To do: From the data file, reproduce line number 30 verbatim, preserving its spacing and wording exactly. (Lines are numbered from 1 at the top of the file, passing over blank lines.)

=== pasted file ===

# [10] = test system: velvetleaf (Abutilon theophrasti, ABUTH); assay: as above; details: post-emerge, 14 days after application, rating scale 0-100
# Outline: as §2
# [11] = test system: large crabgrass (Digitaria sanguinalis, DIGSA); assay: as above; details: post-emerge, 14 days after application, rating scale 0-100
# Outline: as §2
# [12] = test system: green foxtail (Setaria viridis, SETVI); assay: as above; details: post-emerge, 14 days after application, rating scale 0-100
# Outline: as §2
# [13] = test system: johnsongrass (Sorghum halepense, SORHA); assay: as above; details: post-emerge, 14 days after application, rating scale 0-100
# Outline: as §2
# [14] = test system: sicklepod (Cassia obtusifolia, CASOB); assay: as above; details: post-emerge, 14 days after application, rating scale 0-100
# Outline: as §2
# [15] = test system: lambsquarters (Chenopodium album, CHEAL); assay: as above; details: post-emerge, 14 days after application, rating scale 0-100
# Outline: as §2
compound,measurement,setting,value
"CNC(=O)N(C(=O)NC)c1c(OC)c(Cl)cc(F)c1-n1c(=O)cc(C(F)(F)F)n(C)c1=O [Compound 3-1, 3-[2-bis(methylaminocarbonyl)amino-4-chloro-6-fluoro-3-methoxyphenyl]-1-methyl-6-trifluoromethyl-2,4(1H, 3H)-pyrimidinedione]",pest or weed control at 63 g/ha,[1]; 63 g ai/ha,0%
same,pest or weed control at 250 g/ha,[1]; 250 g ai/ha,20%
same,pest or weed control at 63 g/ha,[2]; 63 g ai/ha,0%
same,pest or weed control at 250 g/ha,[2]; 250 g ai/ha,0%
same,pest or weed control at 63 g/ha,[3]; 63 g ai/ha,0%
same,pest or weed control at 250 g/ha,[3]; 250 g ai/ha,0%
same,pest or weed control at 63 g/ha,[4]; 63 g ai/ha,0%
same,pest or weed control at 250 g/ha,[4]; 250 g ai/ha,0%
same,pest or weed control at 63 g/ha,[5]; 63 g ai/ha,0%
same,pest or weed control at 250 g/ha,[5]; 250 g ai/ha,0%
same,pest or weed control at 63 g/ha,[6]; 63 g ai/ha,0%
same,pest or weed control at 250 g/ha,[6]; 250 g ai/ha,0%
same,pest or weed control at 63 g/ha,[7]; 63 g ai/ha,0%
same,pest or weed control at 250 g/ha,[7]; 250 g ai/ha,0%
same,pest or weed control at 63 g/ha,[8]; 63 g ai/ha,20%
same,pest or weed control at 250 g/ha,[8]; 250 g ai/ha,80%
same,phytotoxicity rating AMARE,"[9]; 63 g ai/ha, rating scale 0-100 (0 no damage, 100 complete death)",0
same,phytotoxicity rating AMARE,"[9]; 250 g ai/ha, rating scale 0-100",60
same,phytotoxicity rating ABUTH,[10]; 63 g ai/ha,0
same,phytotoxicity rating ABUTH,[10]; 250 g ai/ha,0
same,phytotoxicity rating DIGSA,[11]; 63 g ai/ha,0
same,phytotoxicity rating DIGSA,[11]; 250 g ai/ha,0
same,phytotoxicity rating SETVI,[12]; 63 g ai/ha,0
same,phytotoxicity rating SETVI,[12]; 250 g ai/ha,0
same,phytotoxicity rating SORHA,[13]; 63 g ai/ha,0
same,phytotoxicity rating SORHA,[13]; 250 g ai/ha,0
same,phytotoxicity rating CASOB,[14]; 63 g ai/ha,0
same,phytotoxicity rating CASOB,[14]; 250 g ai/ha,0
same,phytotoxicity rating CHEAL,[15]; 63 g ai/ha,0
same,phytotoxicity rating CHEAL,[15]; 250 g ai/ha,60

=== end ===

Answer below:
same,phytotoxicity rating AMARE,"[9]; 63 g ai/ha, rating scale 0-100 (0 no damage, 100 complete death)",0